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The Moment a Geologist Was Born
06.22.10
 
Who Are NASA's Earth Explorers?

The elementary school student wondering how El Niño will affect tomorrow's weather. The scientist studying connections between ozone and climate change. And the farmer using satellite pictures to keep track of crops. All of these people are Earth Explorers -- they are all curious about the Earth system. This series will introduce you to NASA Earth Explorers, young and old, with many backgrounds and interests.


Amanda Hintz had read about it in books. She'd even seen pictures. But it was different seeing it in person. "It" was a giant chasm, or gap in the Earth's surface, along the Mid-Atlantic Ridge.

Nearly 10,000 miles long, the Mid-Atlantic Ridge is the longest mountain range in the world. It sits mostly underwater and spans the north-south length of the Atlantic Ocean. Iceland is one of the few places where the mountain rises above sea level.

Amanda Hintz crouches near a glowing lava flow

During an "Interpretation of Active Volcanoes" class, Amanda Hintz visited an active lava flow on Kilauea, Hawaii. Image Credit: NASA

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So when Hintz arrived at the Mid-Atlantic Ridge during a trip to Iceland in the year 2000, she made sure to take it all in. And that's when she realized she wanted to be a geologist.

Ten years later, Hintz is now pursuing a doctorate in geology as part of a NASA-sponsored program. A doctorate is a degree that requires several years of study beyond a four-year degree from a college or university. The NASA-sponsored program is called MSPHD's, which stands for "Minorities Striving and Pursuing Higher Degrees of Success in Earth System Science."

She still vividly remembers what she saw in Iceland.

"Iceland changed my life forever," Hintz said. "I was so struck by what I was seeing. This was what I had been reading about in books and seeing simplifications of in diagrams. This was real geology."

That encounter with "real geology" might not have happened if not for Hintz' grandparents. They gave her money for the trip, which was led by a group of science professors at her community college.

"They said they would pay for it because they could see what an important opportunity this was," Hintz said. "I was completely shocked. But looking back now, I can see that they really knew how this was going to open doors for me."

Before the trip to Iceland, Hintz had been taking classes to become an artist. But she was drawn to geology by a desire to better understand the world around her.

"I wanted to possess the powers of observation that would allow me to decipher my surroundings," Hintz said. I wanted to "be a part of the science community, finding problems and figuring out solutions."

Geology has forced Hintz to face a subject she had previously tried to avoid: math. It's a subject that strikes fear into many would-be scientists.

"I can definitely identify with math phobia," Hintz said. "But everything changed once I decided I was going to be a geologist. I knew that if I wanted a degree in geology, I was going to have to ... deal with a lot of math. Once we started learning about ... how some of these concepts could literally be used in my line of work, things just started to click."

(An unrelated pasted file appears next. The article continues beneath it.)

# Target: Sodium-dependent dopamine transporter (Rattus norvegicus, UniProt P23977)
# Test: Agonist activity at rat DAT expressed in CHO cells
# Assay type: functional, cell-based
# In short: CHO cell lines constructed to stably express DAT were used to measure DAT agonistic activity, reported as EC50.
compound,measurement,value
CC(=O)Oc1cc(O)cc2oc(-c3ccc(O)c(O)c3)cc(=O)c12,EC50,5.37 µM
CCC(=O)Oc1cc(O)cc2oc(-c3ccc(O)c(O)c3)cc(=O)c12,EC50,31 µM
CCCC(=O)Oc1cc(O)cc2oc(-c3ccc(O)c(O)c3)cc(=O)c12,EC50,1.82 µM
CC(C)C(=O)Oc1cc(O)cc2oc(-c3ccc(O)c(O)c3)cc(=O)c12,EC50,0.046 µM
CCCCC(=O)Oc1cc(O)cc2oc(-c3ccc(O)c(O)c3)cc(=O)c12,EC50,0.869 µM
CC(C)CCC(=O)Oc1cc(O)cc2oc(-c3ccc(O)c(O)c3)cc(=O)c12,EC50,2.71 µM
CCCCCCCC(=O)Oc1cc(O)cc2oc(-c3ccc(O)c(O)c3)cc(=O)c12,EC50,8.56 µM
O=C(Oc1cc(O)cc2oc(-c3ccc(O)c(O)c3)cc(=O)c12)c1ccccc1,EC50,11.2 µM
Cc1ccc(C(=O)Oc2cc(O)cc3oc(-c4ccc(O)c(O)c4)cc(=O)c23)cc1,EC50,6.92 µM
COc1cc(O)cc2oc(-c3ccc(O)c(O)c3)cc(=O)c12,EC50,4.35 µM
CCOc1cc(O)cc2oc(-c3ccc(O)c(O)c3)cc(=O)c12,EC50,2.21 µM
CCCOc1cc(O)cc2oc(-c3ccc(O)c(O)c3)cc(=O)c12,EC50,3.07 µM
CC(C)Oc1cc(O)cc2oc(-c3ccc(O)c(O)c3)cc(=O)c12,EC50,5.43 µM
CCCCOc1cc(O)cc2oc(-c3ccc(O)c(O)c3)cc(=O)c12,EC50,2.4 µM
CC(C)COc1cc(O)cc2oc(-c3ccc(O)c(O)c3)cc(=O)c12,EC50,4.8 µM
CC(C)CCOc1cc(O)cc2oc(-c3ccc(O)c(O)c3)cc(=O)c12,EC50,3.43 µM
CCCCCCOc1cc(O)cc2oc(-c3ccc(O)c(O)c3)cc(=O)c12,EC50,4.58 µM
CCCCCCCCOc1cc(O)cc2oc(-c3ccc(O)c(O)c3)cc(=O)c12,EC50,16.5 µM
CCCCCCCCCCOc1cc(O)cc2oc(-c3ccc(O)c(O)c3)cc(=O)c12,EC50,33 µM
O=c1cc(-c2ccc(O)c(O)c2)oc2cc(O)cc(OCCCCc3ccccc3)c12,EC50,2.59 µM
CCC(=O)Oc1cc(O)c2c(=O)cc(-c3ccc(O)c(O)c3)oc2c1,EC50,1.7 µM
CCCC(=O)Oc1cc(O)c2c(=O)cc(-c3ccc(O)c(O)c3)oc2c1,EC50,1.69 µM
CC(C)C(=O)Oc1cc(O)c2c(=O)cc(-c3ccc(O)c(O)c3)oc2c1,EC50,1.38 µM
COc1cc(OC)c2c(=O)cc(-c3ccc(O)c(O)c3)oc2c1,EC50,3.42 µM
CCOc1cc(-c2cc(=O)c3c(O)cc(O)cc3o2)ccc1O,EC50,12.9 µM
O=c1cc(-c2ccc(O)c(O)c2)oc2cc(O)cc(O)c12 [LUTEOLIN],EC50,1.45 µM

Hintz is now about halfway through her doctoral work. She has focused her studies on volcanoes and volcanic fields. Volcanic fields are areas of land that are prone to volcanic activity and contain tens to hundreds of volcanoes.

Satellite image of the ash plume from Iceland's Eyjafjallajokull volcano

In this satellite image taken on May 10, 2010, the ash plume from Iceland's Eyjafjallajokull volcano stretches in a southeasterly direction over the northern Atlantic Ocean. Image Credit: NASA

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She says volcanoes are an important area of research as more and more people live and work in the path of volcanoes.

Hintz watched with close interest when Iceland's Eyjafjallajokull volcano began erupting in April. Clouds of ash from the volcano grounded air traffic across Europe, inconveniencing travelers for days and costing airlines more than a billion dollars.

When would the volcano stop erupting or become less explosive? It was a hard question to answer. And it was a question that relates to the volcanic deposits she has been studying.

Volcanic deposits are the ash and rocks left over from a volcanic eruption. They can provide clues to when and for how long a volcano erupted thousands or millions of years ago. That information could help scientists predict how long the eruption of a present-day volcano might last.

There could be a change in the lava and ash from an erupting volcano "that signals the end of the eruption is near," Hintz said. "There is a demand for the type of work I'm doing."


Related Resources:
Meet the Next Earth Explorers


 
 
Dan Stillman, Institute for Global Environmental Strategies